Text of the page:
Banner Health experts warn against self-medicating to prevent or treat COVID-19
PHOENIX (March 23, 2020) – Medical toxicologists and emergency physicians are warning the public against the use of inappropriate medications and household products to prevent or treat COVID-19. In particular, Banner Health experts emphasize that chloroquine, a malaria medication, should not be ingested to treat or prevent this virus.
“Given the uncertainty around COVID-19, we understand that people are trying to find new ways to prevent or treat this virus, but self-medicating is not the way to do so,” said Dr. Daniel Brooks, Banner Poison and Drug Information Center medical director. “The last thing that we want right now is to inundate our emergency departments with patients who believe they found a vague and risky solution that could potentially jeopardize their health.”
A man has died and his wife is under critical care after the couple, both in their 60s, ingested chloroquine phosphate, an additive commonly used at aquariums to clean fish tanks. Within thirty minutes of ingestion, the couple experienced immediate effects requiring admittance to a nearby Banner Health hospital.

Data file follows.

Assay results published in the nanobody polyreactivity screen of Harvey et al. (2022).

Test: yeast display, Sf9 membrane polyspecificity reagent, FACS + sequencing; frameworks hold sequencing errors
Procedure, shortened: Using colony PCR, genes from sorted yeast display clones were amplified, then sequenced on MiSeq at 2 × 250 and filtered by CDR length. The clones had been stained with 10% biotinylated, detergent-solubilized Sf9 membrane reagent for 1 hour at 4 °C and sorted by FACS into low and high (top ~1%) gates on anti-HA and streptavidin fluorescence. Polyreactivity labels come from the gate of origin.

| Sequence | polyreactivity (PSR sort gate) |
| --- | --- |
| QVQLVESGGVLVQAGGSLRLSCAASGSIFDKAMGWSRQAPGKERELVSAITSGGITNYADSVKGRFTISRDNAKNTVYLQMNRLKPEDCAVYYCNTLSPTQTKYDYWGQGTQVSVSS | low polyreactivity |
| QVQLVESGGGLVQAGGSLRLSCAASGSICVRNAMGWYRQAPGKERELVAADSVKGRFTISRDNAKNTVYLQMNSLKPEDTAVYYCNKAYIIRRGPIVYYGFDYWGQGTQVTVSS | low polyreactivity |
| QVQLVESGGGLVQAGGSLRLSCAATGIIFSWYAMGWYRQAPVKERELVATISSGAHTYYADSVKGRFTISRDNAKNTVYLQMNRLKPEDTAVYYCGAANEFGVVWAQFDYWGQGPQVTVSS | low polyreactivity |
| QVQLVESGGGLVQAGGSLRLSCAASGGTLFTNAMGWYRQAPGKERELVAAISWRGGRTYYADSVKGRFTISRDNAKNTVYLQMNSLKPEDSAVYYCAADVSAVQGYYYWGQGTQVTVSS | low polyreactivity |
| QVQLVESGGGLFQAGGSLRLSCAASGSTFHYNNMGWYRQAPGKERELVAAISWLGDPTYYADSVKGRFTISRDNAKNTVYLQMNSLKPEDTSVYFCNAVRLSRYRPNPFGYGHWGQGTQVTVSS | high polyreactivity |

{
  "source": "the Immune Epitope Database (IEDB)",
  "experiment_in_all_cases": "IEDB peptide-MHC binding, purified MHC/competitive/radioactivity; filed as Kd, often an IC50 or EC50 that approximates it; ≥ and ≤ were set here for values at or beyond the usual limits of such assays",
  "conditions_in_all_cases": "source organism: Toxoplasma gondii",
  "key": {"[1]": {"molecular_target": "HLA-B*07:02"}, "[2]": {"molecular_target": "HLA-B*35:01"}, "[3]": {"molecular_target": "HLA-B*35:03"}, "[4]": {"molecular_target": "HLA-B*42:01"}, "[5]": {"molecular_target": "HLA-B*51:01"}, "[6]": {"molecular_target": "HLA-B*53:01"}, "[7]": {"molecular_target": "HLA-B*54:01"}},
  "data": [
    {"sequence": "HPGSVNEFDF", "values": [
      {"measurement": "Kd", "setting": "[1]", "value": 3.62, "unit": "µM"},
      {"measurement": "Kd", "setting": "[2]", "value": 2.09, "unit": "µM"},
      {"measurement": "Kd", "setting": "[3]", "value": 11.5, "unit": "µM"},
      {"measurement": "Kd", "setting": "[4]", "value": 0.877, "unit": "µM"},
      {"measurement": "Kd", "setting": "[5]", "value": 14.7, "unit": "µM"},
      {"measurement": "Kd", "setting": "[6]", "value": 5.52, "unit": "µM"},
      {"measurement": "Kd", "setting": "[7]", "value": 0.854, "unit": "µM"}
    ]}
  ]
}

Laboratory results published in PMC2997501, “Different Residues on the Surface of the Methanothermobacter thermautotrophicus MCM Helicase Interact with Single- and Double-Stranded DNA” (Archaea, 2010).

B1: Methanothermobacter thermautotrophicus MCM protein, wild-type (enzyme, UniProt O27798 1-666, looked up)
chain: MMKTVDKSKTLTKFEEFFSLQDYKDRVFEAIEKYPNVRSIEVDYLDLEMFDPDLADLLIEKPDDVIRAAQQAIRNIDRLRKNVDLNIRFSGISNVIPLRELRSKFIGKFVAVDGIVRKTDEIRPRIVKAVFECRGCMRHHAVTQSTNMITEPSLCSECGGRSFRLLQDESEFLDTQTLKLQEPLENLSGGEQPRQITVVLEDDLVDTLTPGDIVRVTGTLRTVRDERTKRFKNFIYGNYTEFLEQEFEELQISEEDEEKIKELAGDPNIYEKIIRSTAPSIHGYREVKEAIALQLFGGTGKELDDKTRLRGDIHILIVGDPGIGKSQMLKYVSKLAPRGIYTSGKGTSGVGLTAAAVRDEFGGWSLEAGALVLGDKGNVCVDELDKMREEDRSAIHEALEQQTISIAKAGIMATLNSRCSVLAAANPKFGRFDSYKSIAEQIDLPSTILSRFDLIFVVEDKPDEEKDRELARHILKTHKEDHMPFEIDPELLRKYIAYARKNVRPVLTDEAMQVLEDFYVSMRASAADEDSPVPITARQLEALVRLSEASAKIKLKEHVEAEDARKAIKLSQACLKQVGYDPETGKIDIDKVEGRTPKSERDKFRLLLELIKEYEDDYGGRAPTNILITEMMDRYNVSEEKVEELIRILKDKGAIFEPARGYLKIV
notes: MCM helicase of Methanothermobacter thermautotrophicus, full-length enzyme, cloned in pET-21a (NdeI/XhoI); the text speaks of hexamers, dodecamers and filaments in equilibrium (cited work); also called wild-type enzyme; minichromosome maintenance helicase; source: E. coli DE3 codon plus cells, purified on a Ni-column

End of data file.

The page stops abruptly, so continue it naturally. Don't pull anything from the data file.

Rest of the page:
Most patients who become infected with COVID-19 will only require symptomatic care and self-isolation to prevent the risk of infecting others. Check first with a primary care physician. The routine use of specific treatments, including medications described as ‘anti-COVID-19’, is not recommended for non-hospitalized patients, including the anti-malarial drug chloroquine.
“We are strongly urging the medical community to not prescribe this medication to any non-hospitalized patients,” said Dr. Brooks.
For disinfecting surfaces, the Centers for Diseases and Control Prevention recommends the use of diluted household bleach solutions, alcohol solutions with at least 70% alcohol and common EPA-registered household disinfectants.
ADDITIONAL INFORMATION AND RESOURCES:
Headquartered in Arizona, Banner Health is one of the largest nonprofit health care systems in the country. The system owns and operates 28 acute-care hospitals, Banner Health Network, Banner – University Medicine, academic and employed physician groups, long-term care centers, outpatient surgery centers and an array of other services; including Banner Urgent Care, family clinics, home care and hospice services, pharmacies and a nursing registry. Banner Health is in six states: Arizona, California, Colorado, Nebraska, Nevada and Wyoming. For more information, visit www.BannerHealth.com.
For further information: Alexis Kramer-Ainza, email@example.com